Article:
‘Dull would be he of soul who would allow a few stray golf shots spoil a day in such a blessed spot!’ — Pat Ruddy, Druids Heath
Described as “nature’s gift to golf,” Druids Heath is part of the Druids Glen Golf Resort, located 30 miles south of Dublin in County Wicklow. Originally the 17th century Woodstock Estate, part of the landholding of Sir Thomas Wentworth, the resort includes Wicklow House, built in 1779 and now the Druids Glen clubhouse. The Druids Heath course opened in 2003, about a year after Marriott purchased the resort.
Druids Heath, according to course designer Pat Ruddy, “affords the player the opportunity to stride out in a place which is invigorating to both the body and soul with the ever present sea breezes adding greatly to the sporting challenge.”
Situated on a unique parcel of land, allowing players views of the mountains, sea and countryside, the Druids Heath course is maintained to tour standards and features rolling fairways with many uneven lies, natural rock quarries, lakes, trees, streams, gorse and traditional pot bunkers to test your skill.
Druids Glen Golf Resort was voted 2005 European Golf Resort of the Year by the International Association of Golf Tour Operators. It offers 148 guestrooms, a swimming pool, spa and leisure activities, and restaurants. And its event and conference facilities make it a perfect place to mix business and pleasure.
The resort also boasts another golf course, Druids Glen, known as the “Augusta of Europe” and home to the Irish Open from 1996 to 1999. Designed by Pat Ruddy and Tom Craddock, this course offers an exciting golf game amid a magnificent landscape brimming with wildlife, streams and beautiful vegetation.
(464 yards, par 4)
The first hole greeted us with typical Irish weather, misty and cool. It plays toward the Irish Sea, so your drive should be to the right side of the fairway to avoid the bunker on the lefthand side, which is ready to catch your tee shot. A small pot bunker, which also catches a lot of drives, follows the trap on the left. A mid-iron for your second shot should make it to the contoured green.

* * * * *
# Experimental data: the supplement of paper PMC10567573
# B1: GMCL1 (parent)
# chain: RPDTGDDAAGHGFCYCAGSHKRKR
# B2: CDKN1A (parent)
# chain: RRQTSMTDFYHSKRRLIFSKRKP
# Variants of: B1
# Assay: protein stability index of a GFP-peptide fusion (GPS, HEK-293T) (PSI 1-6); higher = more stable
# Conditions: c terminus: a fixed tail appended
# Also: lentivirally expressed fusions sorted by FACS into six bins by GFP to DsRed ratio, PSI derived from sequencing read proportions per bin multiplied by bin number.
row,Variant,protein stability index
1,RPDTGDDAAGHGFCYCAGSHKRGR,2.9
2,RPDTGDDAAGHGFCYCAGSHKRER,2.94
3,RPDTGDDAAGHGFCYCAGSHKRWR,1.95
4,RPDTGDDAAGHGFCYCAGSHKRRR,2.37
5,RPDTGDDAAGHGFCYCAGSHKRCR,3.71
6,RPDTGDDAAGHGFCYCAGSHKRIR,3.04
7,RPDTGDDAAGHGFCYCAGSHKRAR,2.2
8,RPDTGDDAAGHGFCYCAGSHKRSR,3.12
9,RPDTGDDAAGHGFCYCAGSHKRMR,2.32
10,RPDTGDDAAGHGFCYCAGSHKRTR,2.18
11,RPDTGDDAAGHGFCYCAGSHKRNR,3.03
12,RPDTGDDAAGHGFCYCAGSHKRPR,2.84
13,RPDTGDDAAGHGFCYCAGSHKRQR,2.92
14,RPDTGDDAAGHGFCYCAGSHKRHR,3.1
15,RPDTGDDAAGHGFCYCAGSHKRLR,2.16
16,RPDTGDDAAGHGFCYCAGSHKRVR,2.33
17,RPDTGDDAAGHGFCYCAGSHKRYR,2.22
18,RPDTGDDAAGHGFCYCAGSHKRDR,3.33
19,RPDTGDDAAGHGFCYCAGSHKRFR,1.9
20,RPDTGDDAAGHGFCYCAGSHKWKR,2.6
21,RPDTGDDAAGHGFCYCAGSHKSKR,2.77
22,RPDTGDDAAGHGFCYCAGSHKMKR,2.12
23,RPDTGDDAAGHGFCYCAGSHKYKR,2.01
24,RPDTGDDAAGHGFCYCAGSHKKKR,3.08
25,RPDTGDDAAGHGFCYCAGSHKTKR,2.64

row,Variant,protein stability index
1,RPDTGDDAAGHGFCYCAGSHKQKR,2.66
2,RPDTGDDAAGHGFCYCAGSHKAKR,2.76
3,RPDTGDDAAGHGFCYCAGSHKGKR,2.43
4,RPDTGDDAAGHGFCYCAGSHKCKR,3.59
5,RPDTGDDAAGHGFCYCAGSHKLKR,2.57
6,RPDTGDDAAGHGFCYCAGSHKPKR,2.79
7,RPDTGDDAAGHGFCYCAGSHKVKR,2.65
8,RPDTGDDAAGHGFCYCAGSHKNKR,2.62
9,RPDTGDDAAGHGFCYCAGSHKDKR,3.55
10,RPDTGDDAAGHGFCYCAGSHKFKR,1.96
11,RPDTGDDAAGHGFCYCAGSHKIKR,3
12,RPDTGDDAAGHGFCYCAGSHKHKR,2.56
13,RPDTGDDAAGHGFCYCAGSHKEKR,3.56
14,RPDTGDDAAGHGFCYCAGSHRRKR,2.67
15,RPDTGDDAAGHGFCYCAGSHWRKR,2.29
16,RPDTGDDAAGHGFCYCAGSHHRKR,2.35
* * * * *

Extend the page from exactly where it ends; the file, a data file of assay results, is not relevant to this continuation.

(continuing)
(561 yards, par 5)
This is a magnificent hole: a downhill par-five to an island green. Your best bet is to drive your tee shot to the left side of the fairway for a clear approach shot. Balls hit to the right might be blocked out. Only the longest ball hitter would even consider trying to reach the green in two. I suggest you send your second shot right and short of the pond that guards the front left side of the green.
(233 yards, par 3)
I was so disappointed with my play on the previous hole that I simply walked up to the tee box before my partners, swung away and stuck the ball four feet from the pin. Maybe this is the best approach as this par-three is fronted the entire length by a pond that starts from the tee box to the left side of the green. It is a challenging hole and will eat up short balls.
(466 yards, par 4)
This dogleg left will be an opportunity/ challenge for long hitters off the tee. A great amount of yardage can be shaved by cutting the corner left, but beware: There are bunkers that might catch you if you try. A safer bet is to drive your ball down the right-hand bunker, but going too far right can put you in a position with a tree blocking your approach to the green. Your shot to the green should land on the right side as the green slopes left.
(492 yards, par 4)
This is the No. 1 ranked hole on the course and it’s a classic! Your drive must be centered between the left bunker and the tree that lies to the right, in other words … the dreaded straight drive is required. Long balls can aim left to be carried further on the slope of the hill. As for the second shot, golf writer James W. Finegan described it as “one of the most unforgettable and unsettling shots you will ever play.” If you were unable to carry the crest of the hill, you will need to lay up in fro nt of the pond or you’re likely to get wet. Favor the left side of the green to take advantage of the prevailing slope.
(420 yards, par 4)
Leave the driver in the bag, as this is a placement hole. You will need a hit of about 210 yards to the black-andwhite aiming pole on the fairway. Any ball right is likely to find water. On your second shot, beware of the large pond in front of the green.
(171 yards, par 3)
Known as the quarry hole, this beauty is surrounded by rock formations and gorse. A clean shot to this green should offer you no problem with racking up a par or birdie.
(415 yards, par 4)
The finishing hole for Druids Heath has a narrow fairway opening for your tee shot. Depending on the wind, your ball might be pushed into the tree line. The safe shot is to aim toward the second bunker on the right. If you are a long hitter or if the wind is with you, drive directly over the tree on the left. Make sure you use a little extra club for your second shot as the green is elevated and well bunkered.
DRUIDS HEATH GOLF COURSE
DRUIDS GLEN GOLF RESORT
Newtownmount kennedy, Co. Wicklow, Ireland
tel 353 1 281 2278
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